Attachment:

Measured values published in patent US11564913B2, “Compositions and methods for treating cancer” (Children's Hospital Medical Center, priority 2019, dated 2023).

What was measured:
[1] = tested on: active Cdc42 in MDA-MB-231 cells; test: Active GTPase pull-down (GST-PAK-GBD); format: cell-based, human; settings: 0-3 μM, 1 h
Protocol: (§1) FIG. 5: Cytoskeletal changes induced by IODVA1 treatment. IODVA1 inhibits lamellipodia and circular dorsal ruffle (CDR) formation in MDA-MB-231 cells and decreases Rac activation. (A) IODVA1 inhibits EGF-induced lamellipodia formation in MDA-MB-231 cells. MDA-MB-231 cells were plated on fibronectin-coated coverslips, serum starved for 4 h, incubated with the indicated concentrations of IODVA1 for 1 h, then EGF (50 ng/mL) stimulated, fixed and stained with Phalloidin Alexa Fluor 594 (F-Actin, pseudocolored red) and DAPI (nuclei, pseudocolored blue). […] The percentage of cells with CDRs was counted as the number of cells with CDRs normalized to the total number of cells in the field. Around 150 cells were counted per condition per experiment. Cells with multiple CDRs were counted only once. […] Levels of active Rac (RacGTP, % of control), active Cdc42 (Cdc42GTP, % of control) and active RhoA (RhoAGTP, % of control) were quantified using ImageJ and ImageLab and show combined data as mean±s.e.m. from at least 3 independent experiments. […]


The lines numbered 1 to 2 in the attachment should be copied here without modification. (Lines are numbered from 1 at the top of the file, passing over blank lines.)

Measured values published in patent US11564913B2, “Compositions and methods for treating cancer” (Children's Hospital Medical Center, priority 2019, dated 2023).

What was measured: